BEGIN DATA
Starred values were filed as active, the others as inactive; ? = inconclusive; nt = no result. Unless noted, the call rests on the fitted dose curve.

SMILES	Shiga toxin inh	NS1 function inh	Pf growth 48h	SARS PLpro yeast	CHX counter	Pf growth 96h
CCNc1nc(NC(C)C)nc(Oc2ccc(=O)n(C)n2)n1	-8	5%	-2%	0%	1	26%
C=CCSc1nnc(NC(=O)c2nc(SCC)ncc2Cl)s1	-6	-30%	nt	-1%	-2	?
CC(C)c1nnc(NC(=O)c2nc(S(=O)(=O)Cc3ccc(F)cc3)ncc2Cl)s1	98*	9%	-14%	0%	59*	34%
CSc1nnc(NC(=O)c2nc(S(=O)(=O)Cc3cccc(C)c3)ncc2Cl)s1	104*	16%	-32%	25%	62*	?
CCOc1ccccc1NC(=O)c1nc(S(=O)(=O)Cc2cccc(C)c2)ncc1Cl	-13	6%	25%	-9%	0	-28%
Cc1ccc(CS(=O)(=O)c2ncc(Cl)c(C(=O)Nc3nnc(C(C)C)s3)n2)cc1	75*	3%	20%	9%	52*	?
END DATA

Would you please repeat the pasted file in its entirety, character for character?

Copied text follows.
Starred values were filed as active, the others as inactive; ? = inconclusive; nt = no result. Unless noted, the call rests on the fitted dose curve.

SMILES	Shiga toxin inh	NS1 function inh	Pf growth 48h	SARS PLpro yeast	CHX counter	Pf growth 96h
CCNc1nc(NC(C)C)nc(Oc2ccc(=O)n(C)n2)n1	-8	5%	-2%	0%	1	26%
C=CCSc1nnc(NC(=O)c2nc(SCC)ncc2Cl)s1	-6	-30%	nt	-1%	-2	?
CC(C)c1nnc(NC(=O)c2nc(S(=O)(=O)Cc3ccc(F)cc3)ncc2Cl)s1	98*	9%	-14%	0%	59*	34%
CSc1nnc(NC(=O)c2nc(S(=O)(=O)Cc3cccc(C)c3)ncc2Cl)s1	104*	16%	-32%	25%	62*	?
CCOc1ccccc1NC(=O)c1nc(S(=O)(=O)Cc2cccc(C)c2)ncc1Cl	-13	6%	25%	-9%	0	-28%
Cc1ccc(CS(=O)(=O)c2ncc(Cl)c(C(=O)Nc3nnc(C(C)C)s3)n2)cc1	75*	3%	20%	9%	52*	?